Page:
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Entrepreneurs Tackling Climate Change: Dan Barry, founder of Marc Skid

My movement is the mission of this company: To Make a Marc on the World! For me, I focus on the impact that my brand could make. To put it…


My movement is the mission of this company: To Make a Marc on the World! For me, I focus on the impact that my brand could make. To put it simply, this is what one pair of undies and a $4 donation can do to Save, Feed, and Cure the World: plant four trees, feed a child in the developing world for twelve days, vaccinate two children, or provide safe drinking water for an individual for seven years. We are a start-up but for a second, let’s let our optimism run wild and say we sold 2.5 million pairs of underwear! That would be $10 million given to our wonderful charity partners. $10 million would plant 10 million trees, provide 30 million days of full meals to children, vaccinate 5 million children, or provide seven years of safe drinking water for 2.5 million people.


I had the pleasure to interview Dan Barry, founder of Marc Skid, LLC, a cheeky, eco-friendly underwear brand owner with a passion for giving back. Made with the finest cotton, Organic Pima, and with a recycled water bottle in each waistband, Marc Skid underwear is dedicated to the betterment of the world and its people. The mission of the brand is to allow people to Make Their Marc on the World by donating four dollars per pair to 4-Star Charities dedicated to saving, feeding, and curing the world.

Thank you so much for doing this with us! Can you tell us a story about what brought you to this specific career path?

I was raised by civic-minded parents and surrounded by people who cared about their community. One such person is Sister Laurinda, my Mom’s best friend and founder of Pro-Papa Missions in Honduras. Post-college, during mission work, I was exposed to the true meaning of selflessness and giving back. After a 25-year career with Anheuser-Busch, I decided to strike out on my own and founded Marc Skid in the belief that brands should be like people we admire, having a sense of humor, strong character, and a purposeful existence. Those three attributes became the ethos of Marc Skid. Thus, as I wrote the business plan, I always came back to the question of: What does it mean for a brand to have a strong character and a purposeful existence? Our brand donates $4 on behalf of the customer to 4-star charities that are helping Save, Feed, and Cure the world. However, our first mission must be to take care of Mother Earth for without her, life does not exist — making all other causes irrelevant. Nothing changes drastically overnight but I believe that in all situations, small actions, multiplied by many people, can make a genuine difference in the world. I like to think our brand gives the consumer an opportunity to make choices that will make a difference.

What is the mission of your company? What problems are you aiming to solve?

Our mission/call to action is to Make your Marc on the World. The idea was to design a great pair of underwear and to ensure that with every purchase, you and I could make our world a little better. And I believe there are people out there who share our passion for changing the world — one pair of undies at a time. Marc’s commitment to every customer is to facilitate his or her desire to help Save our beautiful world as well as Cure those who are ill and Feed those who are hungry. Saving the world, for Marc Skid, begins with the eco-friendly way our underwear is made by using the world’s finest cotton, organic Pima, and a waistband always constructed from one upcycled water bottle. Additionally, we shun plastic in our packaging.

Can you tell us about the initiatives that your company is taking to tackle climate change? Can you give an example for each?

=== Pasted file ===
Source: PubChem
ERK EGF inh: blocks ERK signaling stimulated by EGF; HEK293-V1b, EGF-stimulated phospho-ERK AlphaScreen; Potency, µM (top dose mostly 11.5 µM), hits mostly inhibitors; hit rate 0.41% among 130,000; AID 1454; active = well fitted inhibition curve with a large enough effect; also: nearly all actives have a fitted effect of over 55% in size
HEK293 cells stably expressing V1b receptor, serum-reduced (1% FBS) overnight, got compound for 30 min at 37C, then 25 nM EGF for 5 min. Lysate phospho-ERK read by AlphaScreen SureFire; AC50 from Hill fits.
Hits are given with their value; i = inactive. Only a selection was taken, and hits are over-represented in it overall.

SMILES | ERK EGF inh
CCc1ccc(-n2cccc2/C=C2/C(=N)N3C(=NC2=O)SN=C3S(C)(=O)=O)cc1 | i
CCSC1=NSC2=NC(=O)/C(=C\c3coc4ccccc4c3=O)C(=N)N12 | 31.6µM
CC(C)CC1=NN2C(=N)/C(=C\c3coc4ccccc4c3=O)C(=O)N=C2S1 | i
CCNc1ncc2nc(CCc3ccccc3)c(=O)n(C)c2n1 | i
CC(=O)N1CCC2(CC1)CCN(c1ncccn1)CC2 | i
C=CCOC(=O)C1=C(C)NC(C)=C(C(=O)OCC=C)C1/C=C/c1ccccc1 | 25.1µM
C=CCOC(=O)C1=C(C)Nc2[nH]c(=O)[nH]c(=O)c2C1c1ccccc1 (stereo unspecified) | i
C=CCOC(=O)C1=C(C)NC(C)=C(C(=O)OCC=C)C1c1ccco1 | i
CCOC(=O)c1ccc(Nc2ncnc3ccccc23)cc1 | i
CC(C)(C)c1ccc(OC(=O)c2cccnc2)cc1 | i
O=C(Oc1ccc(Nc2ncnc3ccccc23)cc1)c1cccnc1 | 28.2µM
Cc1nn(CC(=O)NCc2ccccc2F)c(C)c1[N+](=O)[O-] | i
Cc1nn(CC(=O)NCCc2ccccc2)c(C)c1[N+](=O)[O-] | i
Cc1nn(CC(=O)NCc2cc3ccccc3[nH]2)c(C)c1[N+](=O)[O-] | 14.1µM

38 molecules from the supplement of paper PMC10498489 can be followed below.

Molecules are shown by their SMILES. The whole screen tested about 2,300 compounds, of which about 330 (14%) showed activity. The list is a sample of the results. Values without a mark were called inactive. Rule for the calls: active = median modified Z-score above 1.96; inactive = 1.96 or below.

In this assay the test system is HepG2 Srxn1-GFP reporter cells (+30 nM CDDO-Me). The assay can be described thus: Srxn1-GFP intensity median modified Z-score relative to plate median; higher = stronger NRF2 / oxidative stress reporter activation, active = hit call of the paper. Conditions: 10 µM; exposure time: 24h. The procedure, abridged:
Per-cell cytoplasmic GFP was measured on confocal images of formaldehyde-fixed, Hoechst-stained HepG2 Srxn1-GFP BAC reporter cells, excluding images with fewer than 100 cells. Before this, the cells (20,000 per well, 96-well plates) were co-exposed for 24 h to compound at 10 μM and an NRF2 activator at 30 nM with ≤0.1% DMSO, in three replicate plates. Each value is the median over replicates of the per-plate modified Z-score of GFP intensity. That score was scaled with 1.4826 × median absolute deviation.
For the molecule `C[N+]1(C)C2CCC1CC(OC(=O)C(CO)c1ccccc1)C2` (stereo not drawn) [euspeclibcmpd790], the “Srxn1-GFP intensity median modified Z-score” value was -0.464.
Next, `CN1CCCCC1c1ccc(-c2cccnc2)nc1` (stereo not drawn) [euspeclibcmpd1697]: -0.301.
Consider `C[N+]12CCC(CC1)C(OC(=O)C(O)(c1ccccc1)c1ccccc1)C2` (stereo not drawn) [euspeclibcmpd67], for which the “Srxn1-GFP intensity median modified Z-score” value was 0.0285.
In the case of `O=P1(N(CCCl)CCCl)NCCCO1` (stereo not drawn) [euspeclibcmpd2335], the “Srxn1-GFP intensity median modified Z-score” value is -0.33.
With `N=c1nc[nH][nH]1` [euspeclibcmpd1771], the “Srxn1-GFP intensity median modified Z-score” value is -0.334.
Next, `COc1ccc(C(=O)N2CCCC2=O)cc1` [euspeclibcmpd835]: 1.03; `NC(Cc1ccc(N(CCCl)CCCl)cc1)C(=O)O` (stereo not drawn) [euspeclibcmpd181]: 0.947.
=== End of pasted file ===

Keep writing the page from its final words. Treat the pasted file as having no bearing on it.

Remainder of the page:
Our exclusive use of organic, Pima cotton, the finest cotton in the world. Conventional agricultural practices are a significant contributor to global warming. Cotton is the largest non-food agricultural crop in the world. Regular, conventional cotton is widely considered the most environmentally unfriendly crop because it relies heavily during its growth on chemical fertilizers and pesticides which destroy soils’ ability to harbor this vital microscopic life and rich diversity that accounts for so much of the carbon mitigating power we desperately need.

By contrast, organic farming encourages the soil to be the efficient carbon absorber, or carbon sink, it naturally is. Organically grown tells you that it was grown in an eco-friendly manner. Our organic cotton underwear is sourced from family farms that shun GMO’s and toxic pesticides in favor of environmentally sound techniques like crop rotation, intercropping, hand or mechanical weeding, mulches, and the use of beneficial insects to control harmful insects — unleashing the power of healthy soil to counteract and even reverse global warming.

We use one upcycled water bottle in every waistband. Most people are unaware that water bottles are polyester and can be upcycled into high grade polyester for apparel. The producing and discarding of plastic is a major basis of the greenhouse effects that lead to global warming. Out of the 50 billion plastic water bottles being bought each year in the US, 80% — or 40 billion plastic water bottles — end up in landfills. The problem is that it takes 700 years for a plastic water bottle to decompose. Now imagine each of those water bottles ¼ filled with petroleum: that’s how much petroleum it takes to manufacture and distribute each and every water bottle. Additionally, 3 bottles worth of water is used in making and getting 1 plastic water bottle to market. That’s why, when given the opportunity to use Repreve, recycled polyester made from plastic water bottles, to make our waistbands — it was a no brainer. Sure, it costs more. But considering that each waistband keeps one plastic water bottle from a landfill — how could we not do our part to Make our Marc?

Finally, Marc Skid gives money to 4-star charities dedicated to Saving the World. The consumer decides which charity to which to direct that $ 4 donation. For example, two of our charity partners will plant four trees for each $ 4 donation that is made per the sale of a pair of Marc Skid underwear. Four trees can remove about 4 tons of carbon dioxide per year.

What was the most difficult thing you faced when you first started your company/organization? Can you share how you overcame that. This might give insight to founders who face a similar situation.

I would say that I am self-financed with a modest marketing budget. Whether the brand succeeds long-term or not has yet to be determined. Since I’m an e-commerce only brand, I must create brand awareness primarily through social media. This is a landscape with many options and one that is constantly changing. Additionally, since I’m not myself a millennial, I am constantly educating myself about social media.